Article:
Petter Solberg says he expects Rally Argentina to provide a different challenge next weekend, with the latest round of the World Rally Championship being the longest on the calendar for nearly a decade.

The event will be the longest since the Safari Rally back in 2002 with more than 500km of competition, including two runs through the Ascochinga - Agua de Oro I stage on the opening day, which runs to nearly 200km alone.

The final day of action will also feature the longest stage of the season as crews tackle the 65km run through the Matadero - Ambul test with a series of classic stages returning to the event for the first time since the mid-1990s.

Speaking ahead of the event, Solberg said Argentina was now more of an endurance rally and his approach would change as a result as he seeks to add to his three previous podium finishes.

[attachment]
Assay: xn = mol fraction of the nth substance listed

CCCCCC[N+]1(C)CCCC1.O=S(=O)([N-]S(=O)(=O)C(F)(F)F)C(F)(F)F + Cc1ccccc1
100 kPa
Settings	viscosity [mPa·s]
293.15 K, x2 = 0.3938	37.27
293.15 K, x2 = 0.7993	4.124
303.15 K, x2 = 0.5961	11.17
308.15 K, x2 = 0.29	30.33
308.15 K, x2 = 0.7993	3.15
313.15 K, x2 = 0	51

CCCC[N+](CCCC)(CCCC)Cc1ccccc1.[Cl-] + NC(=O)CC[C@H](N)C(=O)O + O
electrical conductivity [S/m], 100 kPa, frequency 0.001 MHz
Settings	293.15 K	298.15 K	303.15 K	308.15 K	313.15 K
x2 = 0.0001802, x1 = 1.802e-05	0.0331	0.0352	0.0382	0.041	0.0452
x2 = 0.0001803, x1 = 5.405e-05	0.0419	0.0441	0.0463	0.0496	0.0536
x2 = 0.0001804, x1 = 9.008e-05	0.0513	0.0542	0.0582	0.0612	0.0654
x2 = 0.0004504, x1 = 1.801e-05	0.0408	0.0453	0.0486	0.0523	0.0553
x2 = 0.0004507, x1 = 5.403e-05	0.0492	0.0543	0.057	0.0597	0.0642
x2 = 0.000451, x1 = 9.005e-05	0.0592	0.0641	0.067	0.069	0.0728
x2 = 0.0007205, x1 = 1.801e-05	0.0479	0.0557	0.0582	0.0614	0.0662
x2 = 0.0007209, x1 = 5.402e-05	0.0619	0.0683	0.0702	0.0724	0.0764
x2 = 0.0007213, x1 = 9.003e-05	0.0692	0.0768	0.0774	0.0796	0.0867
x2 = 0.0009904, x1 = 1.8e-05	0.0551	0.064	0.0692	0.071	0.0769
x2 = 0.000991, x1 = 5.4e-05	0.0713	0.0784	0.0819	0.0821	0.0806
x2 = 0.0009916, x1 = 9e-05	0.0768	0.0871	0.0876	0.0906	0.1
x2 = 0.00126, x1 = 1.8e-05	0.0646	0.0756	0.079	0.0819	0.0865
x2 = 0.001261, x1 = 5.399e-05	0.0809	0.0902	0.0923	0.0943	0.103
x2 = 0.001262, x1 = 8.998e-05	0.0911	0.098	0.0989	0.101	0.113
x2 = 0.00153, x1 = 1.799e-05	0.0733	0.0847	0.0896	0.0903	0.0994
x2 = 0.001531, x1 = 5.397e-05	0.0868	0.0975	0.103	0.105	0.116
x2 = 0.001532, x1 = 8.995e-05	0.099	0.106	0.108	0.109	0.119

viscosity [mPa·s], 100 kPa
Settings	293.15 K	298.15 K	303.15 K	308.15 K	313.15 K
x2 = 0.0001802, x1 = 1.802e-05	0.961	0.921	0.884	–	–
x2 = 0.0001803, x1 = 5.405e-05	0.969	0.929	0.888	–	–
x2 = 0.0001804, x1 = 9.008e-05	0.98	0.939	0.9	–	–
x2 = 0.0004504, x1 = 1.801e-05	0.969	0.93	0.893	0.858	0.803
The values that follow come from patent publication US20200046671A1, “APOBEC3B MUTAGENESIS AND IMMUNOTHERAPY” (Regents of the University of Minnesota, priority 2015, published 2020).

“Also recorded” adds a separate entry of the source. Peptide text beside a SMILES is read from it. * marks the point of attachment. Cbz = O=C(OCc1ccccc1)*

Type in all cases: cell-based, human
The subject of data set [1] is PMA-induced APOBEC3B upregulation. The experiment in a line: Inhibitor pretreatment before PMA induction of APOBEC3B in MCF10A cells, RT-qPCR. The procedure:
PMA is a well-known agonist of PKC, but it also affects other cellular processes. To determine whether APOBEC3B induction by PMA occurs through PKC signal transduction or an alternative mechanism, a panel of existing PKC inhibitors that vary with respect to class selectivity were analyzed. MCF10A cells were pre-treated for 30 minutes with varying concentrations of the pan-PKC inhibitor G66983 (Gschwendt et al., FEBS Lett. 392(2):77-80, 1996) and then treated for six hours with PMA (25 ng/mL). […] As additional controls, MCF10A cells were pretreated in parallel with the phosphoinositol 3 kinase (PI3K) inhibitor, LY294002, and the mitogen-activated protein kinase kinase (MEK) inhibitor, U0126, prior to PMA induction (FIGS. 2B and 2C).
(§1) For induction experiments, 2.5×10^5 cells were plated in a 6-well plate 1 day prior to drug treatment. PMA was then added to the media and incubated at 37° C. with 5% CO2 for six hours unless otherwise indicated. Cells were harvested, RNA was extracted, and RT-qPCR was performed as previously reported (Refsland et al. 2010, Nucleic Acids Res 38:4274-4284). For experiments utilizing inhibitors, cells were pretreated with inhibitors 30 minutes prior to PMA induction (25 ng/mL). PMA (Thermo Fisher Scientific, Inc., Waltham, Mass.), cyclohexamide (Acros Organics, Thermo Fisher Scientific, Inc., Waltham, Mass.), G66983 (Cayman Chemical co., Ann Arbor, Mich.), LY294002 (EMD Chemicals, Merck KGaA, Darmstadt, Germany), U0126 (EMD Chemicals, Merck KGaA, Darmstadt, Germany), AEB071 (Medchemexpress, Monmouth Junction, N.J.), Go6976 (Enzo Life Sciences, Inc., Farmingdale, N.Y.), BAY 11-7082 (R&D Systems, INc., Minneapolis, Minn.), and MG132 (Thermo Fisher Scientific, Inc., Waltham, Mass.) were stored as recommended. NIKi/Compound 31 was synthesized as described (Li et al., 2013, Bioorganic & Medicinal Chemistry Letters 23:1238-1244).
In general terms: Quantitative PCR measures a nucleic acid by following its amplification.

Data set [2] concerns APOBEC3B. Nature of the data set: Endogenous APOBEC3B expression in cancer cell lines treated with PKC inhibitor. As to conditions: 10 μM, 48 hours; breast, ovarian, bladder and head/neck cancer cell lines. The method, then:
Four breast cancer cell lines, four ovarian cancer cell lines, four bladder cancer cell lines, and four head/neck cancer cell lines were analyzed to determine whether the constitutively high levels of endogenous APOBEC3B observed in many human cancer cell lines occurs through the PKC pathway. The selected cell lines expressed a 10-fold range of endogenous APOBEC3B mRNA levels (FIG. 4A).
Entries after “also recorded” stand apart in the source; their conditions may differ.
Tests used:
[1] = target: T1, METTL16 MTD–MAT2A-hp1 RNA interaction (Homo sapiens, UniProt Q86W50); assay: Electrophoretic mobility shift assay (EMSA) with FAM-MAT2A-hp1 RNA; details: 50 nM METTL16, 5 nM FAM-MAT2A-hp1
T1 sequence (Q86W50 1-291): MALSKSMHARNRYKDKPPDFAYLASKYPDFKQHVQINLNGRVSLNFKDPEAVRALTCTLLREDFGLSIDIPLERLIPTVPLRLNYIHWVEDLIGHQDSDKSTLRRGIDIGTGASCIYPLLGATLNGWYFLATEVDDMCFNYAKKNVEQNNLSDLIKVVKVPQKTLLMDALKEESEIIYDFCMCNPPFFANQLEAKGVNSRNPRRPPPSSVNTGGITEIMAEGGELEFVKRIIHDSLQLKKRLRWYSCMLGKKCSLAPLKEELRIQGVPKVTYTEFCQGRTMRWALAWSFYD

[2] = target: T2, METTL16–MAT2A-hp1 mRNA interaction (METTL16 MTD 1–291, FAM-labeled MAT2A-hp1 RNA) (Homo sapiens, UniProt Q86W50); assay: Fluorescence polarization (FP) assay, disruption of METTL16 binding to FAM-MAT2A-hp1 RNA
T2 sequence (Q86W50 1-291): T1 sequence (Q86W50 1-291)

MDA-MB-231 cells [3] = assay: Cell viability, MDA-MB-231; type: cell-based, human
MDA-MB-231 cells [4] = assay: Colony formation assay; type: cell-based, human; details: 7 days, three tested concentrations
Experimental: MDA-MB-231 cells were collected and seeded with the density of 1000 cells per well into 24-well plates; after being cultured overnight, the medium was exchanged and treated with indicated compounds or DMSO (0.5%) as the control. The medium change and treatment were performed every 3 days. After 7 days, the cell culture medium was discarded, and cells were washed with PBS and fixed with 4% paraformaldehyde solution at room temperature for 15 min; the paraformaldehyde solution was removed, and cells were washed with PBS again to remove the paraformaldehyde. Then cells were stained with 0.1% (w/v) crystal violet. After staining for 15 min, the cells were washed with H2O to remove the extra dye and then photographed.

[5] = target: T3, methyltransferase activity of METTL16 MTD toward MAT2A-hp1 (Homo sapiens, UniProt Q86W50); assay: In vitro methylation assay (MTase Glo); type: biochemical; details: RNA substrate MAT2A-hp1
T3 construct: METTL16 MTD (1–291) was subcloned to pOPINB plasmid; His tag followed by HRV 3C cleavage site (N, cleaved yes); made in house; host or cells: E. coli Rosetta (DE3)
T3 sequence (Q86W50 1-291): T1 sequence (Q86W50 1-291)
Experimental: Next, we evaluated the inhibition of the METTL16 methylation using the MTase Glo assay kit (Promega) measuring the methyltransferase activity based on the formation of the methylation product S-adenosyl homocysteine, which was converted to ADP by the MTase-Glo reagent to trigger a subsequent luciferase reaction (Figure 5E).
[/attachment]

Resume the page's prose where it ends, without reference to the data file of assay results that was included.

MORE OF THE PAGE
"I enjoy this rally but I think it could be quite different this year," he said. "It's 120km longer than in 2011 and that may alter the way in which some drivers approach it. It's not a sprint, it's an endurance rally. There's no need to get too excited too early and attack from the start, so I can wait a little, judge the pace and push later on when I need to.

"It's a difficult rally. The final day's stages are at high altitude and conditions can be bad up there. Fog and even ice are not unusual. But I love it, partly because of the atmosphere. The stages are packed with people and even the liaison sections on the public roads have huge crowds. They're so enthusiastic."

Solberg will lead Ford into the weekend after Jari-Matti Latvala was forced out of the event after breaking his collarbone.

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